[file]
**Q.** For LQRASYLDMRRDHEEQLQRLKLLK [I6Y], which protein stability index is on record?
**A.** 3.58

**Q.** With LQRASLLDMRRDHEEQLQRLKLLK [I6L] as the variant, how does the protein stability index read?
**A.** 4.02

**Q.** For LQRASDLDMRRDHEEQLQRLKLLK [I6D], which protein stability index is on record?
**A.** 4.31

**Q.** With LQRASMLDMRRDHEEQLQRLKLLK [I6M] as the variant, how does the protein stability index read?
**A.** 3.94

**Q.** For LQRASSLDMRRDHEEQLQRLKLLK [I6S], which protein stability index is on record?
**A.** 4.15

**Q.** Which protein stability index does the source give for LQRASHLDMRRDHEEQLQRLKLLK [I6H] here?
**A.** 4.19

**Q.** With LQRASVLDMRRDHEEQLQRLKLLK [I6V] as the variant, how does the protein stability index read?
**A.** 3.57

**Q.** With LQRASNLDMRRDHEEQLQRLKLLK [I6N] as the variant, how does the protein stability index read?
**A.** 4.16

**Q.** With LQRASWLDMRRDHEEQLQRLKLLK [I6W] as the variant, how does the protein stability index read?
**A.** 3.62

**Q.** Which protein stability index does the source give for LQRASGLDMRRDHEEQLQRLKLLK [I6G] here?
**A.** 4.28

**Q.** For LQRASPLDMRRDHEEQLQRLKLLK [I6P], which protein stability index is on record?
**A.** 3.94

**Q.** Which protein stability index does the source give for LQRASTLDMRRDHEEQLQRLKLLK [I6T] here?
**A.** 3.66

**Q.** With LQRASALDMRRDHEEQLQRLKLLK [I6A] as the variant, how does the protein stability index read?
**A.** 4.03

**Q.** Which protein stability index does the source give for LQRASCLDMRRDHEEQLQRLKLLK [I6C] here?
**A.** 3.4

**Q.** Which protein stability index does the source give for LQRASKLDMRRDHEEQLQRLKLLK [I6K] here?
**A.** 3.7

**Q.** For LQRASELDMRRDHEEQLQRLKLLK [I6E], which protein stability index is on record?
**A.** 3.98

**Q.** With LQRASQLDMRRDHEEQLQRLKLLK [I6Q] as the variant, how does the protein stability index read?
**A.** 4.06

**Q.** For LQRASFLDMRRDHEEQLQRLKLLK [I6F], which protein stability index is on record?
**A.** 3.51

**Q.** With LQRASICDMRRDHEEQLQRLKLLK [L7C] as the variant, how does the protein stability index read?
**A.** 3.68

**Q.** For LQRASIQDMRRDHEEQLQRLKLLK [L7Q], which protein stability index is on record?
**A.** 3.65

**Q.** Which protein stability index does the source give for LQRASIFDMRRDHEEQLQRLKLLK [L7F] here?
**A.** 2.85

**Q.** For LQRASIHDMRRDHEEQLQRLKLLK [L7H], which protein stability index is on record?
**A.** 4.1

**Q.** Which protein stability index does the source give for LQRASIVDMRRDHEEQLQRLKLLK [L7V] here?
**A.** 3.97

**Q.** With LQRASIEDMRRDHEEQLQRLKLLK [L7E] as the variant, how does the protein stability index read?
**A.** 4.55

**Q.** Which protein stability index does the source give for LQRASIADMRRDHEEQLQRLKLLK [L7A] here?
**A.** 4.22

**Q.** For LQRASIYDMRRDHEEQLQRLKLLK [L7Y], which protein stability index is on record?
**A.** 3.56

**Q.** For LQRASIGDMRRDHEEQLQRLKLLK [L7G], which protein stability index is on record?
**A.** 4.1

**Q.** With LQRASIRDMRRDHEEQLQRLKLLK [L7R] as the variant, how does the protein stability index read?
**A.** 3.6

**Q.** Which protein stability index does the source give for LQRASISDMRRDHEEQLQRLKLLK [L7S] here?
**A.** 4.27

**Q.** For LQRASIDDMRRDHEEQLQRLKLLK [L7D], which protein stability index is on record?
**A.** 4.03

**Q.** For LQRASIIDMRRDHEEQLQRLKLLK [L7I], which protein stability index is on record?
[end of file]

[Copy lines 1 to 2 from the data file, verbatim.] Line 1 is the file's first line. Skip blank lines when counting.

**Q.** For LQRASYLDMRRDHEEQLQRLKLLK [I6Y], which protein stability index is on record?
**A.** 3.58